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The Connacht Tribune Live app is the home of everything that is happening in Galway City and county. It’s completely FREE and features all the latest news, sport and information on what’s on in your area. Click HERE to download it for iPhone and iPad from Apple’s App Store, or HERE to get the Android Version from Google Play.

 

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Connacht Tribune

Politics and law have been entwined through the ages

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Seamus Woulfe...at the centre of latest storm.

World of Politics with Harry McGee – harrymcgee@gmail.com

I remember when I was a kid there was an Irish rugby tour to apartheid South Africa which caused a huge furore, including a (if I remember correctly) a shouty row on The Late Late Show. One of the arguments used by those favouring the tour was: “Sports and politics should not mix.”

It went down well as a sound bite but was a nonsense; the reality is that politics mixes with everything, including sports. Nothing occurs in a vacuum.

Politicians make decisions over how sport is funded, how it is governed and regulated (look at the recent row over John Delaney’s tenure), and sometimes when it can be played.

All sports organisations have their own internal politics which can be more vicious than the stuff that goes on in Leinster House. And political parties have long ago discovered the benefits of putting a high profile former sportsperson up as a candidate.

Which brings us onto the bigger issue: the separation of powers in the State. Our Constitution draws out a relationship between the three arms of State – the Executive (government), Judiciary and Parliament (the Oireachtas). The impression that has been handed down to us is they are three goldfish in different bowls, all swimming, but in different waters.

It just doesn’t work out like that in real life. For one, for most of the history of the State, parliament has essentially been a chattel of government, with no real separate powers of its own.

In recent years, with less stable majorities for government than in the past, that relationship has changed – but parliament is still very much subservient to central Government.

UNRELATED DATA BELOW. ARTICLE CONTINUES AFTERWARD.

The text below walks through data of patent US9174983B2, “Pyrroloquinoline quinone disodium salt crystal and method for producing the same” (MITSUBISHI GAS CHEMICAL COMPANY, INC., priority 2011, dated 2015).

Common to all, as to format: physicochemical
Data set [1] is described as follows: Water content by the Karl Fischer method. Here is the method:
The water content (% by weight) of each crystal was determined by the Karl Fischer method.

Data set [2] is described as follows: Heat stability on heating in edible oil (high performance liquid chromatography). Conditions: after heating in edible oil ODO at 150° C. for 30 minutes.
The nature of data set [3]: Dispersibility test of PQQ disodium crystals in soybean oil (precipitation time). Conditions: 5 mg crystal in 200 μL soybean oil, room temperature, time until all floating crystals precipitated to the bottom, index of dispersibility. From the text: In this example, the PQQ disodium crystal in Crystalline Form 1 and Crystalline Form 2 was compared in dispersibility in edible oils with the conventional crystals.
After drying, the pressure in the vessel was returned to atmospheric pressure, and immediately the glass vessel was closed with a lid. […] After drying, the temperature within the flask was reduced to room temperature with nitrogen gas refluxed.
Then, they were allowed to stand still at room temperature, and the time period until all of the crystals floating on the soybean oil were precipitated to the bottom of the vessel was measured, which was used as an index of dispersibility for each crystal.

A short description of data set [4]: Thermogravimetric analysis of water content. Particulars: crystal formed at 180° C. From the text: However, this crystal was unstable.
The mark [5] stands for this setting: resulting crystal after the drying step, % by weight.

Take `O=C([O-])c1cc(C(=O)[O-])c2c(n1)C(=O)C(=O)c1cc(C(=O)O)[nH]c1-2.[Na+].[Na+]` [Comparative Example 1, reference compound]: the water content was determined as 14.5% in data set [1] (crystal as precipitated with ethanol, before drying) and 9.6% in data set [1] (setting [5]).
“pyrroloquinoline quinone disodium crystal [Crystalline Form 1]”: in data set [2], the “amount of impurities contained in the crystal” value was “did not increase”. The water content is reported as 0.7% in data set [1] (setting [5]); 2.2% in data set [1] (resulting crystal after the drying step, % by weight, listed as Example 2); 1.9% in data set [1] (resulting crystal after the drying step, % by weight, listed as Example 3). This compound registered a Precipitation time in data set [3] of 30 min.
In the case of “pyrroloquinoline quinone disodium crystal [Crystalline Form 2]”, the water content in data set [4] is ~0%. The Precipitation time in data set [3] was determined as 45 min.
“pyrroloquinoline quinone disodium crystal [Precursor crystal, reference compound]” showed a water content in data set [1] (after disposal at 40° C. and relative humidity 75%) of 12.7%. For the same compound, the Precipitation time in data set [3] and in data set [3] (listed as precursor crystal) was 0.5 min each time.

It’s not just lip service when it comes to relationships with the legal establishment. There is an effort to assert that they operate in separate spheres but real life often intrudes – it’s more or less impossible to maintain the divide, unless you do it artificially.

For one, it is politicians who appoint judges, not other judges. Now, of course, judges have a say in it. There is the Judicial Appointments Advisory Board (JAAB) which assesses the merits of lawyers who are not yet judges.

For more, read this week’s Connacht Tribune.

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The Connacht Tribune Live app is the home of everything that is happening in Galway City and county. It’s completely FREE and features all the latest news, sport and information on what’s on in your area. Click HERE to download it for iPhone and iPad from Apple’s App Store, or HERE to get the Android Version from Google Play.

 

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Connacht Tribune

Biden brings normality back to world’s most powerful office

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US President-elect Joe Biden celebrates his victory with his wife Jill and his Vice-President-elect Kamala Harris.

World of Politics with Harry McGee – harrymcgee@gmail.com

I did not want to make the same mistake I made four years ago. Then I stayed up until about 1.30am and it looked like it was going okay for Hillary Clinton in Florida. So I said to myself, that big buffoon is done for. When I woke up the next morning Donald Trump was the President of the United States. He had somehow managed to win Florida and dismantled the Blue Wall of Democrat States in the Mid-West by taking Pennsylvania, Michigan, Ohio and Wisconsin.

This time I stayed up until 4.30 in the morning. And that was a mistake too. For the picture was as unclear then as it was 12 hours later.

It was too close to call but already commentators were talking of a red mirage; most on-the-day voters plumped for Trump but early voters – whose votes were counted last – had steered very sharply towards Joe Biden.

It was historic. It’s really hard to knock out an incumbent president seeking a second term. It had been done only eight times before that in two and a half centuries.

Was it his inept handling of Covid-19? Had people grown sick of his vanity and his self-serving boasts? Did this natural disruption just cause too much turmoil and uncertainty in people’s lives? Did his partisan views, that red-mist madness, repel more than it attracted?

Well, the evidence is in the poll. The answer to all those questions is yes. To me, the outcome was clear. Biden won the popular votes. He also won the electoral colleges.

The majority was small and reflects a very divided society. Trump is the champion of rural, less educated, blue collar white, conservative, Hispanic and white America. Biden is popular among the middle classes, the urbanites, the better educated, and black voters.

For more, read this week’s Connacht Tribune.

Get the Connacht Tribune Live app

The Connacht Tribune Live app is the home of everything that is happening in Galway City and county. It’s completely FREE and features all the latest news, sport and information on what’s on in your area. Click HERE to download it for iPhone and iPad from Apple’s App Store, or HERE to get the Android Version from Google Play.